Don’t let this week’s warm-up fool you — we’re still in the middle of winter.
By CHARLES REDFIELD
Special to The Star
And despite the subzero weather, freezing rain and snow last week, athletes in several sports still had to workout in the outdoors.
What do the experts say are important items for training in the cold weather?
Blue Valley West cross country coach Mike Webb, who coached junior state champion Stuart McNutt, said, “Make sure you wear the right kind of clothing. Don’t get caught up in what is fashionable or looks good.
“Staying warm and dry and wearing warm clothes are the most important factors.”
St. Thomas Aquinas cross country coach Justin Wrigley, who coached the Saints to a perfect score of 15 in winning state girls championship last November, said, “You need to have several layers of clothing including a base layer made of a moisture wicking fabric to keep the sweat off your skin. Hats and gloves are a must.”
Eladio Valdez is the running coach at the The Runner’s Edge. He has a bachelor’s degree in exercise science and is a runner himself with three Boston marathons under his belt.
“If you’re dealing with snow, look for areas on the sidewalk that do not have footprints and you’ll get a greater strength workout by simply running in the snow, similar to running on a beach since your legs have to work harder to sink in and push off with each stride.”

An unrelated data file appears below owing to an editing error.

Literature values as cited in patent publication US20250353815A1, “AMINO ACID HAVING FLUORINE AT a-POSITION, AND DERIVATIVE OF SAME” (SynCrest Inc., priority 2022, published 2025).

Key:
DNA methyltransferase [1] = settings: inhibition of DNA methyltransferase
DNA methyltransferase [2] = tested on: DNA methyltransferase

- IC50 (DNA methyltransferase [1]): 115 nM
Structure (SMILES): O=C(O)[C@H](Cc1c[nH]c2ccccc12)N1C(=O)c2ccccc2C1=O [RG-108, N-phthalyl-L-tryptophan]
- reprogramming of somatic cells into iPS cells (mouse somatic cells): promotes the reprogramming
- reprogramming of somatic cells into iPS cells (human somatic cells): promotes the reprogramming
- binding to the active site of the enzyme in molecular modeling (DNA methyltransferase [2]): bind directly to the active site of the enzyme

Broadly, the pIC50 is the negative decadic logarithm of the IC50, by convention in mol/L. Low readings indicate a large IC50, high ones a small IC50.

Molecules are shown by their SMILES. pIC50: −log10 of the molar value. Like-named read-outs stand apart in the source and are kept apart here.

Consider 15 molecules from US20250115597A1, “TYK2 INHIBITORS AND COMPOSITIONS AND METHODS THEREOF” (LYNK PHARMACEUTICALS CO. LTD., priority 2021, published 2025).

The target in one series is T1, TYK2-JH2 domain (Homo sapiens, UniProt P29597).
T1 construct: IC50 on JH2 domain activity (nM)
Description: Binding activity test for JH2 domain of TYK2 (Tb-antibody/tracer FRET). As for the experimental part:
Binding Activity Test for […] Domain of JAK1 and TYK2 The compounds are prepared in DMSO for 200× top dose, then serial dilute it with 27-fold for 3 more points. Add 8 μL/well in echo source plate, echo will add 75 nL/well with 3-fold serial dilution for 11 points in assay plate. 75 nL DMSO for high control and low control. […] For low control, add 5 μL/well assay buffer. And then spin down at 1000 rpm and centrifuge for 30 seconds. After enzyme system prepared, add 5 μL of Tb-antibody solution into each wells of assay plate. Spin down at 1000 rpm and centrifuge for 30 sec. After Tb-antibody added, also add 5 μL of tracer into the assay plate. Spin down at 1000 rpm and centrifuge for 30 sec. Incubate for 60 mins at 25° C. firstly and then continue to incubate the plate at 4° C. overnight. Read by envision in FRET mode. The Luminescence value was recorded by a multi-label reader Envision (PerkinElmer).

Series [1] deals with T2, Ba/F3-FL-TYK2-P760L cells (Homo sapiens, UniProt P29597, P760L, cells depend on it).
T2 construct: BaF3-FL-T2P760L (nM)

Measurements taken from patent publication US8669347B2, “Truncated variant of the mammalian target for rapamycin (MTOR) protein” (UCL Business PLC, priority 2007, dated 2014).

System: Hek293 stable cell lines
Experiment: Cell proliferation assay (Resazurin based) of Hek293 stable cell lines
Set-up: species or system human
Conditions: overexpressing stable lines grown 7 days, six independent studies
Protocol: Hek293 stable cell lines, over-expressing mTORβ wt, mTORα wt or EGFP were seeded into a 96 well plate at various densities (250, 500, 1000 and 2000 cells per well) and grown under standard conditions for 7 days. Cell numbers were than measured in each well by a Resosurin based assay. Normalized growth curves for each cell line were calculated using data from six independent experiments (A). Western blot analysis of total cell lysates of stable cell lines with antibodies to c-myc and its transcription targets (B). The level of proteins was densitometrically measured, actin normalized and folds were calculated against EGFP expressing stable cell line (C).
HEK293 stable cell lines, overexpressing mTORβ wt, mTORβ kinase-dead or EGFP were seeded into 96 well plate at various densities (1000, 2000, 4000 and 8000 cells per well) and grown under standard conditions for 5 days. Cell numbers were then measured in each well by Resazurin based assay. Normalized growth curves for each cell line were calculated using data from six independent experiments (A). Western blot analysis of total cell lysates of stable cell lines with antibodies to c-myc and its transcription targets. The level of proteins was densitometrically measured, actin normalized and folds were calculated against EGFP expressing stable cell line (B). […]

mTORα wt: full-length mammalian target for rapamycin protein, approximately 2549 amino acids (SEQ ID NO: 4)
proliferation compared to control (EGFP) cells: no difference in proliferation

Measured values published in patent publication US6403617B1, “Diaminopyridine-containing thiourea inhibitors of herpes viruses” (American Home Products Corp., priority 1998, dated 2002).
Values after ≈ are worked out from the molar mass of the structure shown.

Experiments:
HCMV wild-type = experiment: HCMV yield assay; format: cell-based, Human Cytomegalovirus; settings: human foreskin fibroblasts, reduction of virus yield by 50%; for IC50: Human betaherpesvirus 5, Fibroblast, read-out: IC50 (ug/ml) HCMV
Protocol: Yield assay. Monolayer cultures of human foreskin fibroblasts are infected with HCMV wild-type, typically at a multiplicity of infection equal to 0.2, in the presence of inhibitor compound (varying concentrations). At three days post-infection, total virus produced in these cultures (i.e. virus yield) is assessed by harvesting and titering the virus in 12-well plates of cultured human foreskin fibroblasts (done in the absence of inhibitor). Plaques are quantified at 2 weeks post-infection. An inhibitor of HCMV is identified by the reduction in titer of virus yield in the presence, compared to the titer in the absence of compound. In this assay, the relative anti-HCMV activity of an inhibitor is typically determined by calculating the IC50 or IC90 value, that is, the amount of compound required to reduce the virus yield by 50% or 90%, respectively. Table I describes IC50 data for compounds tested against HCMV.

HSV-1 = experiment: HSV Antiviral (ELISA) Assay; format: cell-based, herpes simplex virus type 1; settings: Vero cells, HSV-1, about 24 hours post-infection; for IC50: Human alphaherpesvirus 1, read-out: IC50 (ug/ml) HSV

Talking about running in snow or rain, Wrigley said, “If running in rain or snow, stuff your shoes with newspaper after the run to help them dry faster and be ready for the next day. The newspapers do a fantastic job of pulling moisture out of shoes.”
Valdez added, “Watch your footing when dealing with snow or streets that have iced overnight and shorten your stride as needed. Never hesitate to walk any extra slick spots.
“It’s one thing to be brave and another to be brazen.”
Webb said runners should protect their heads and faces. “Watch out for frost nip. Have the mindset of a skier. Use lip balms, moisturizers and petroleum jellies.”
Valdez said, “If you’re dealing with a noticeable wind chill, minimize the effects of the wind by changing your route to run on lower terrain if possible or turn your route into an east-west route to lessen the amount of headwind.”
Wrigley said athletes need to watch for signs of hypothermia.
“If the body temperature drops to 95 degrees, that’s a sign that you may have reached hypothermia,” he said. “If you feel the fingers, toes, ears and nose begin to tingle or feel funny, this is a sign that frostbite has set in. This can become dangerous because you have reached the point of your circulation being restricted.”
All three coaches advise that if it is too cold for you, do something indoors.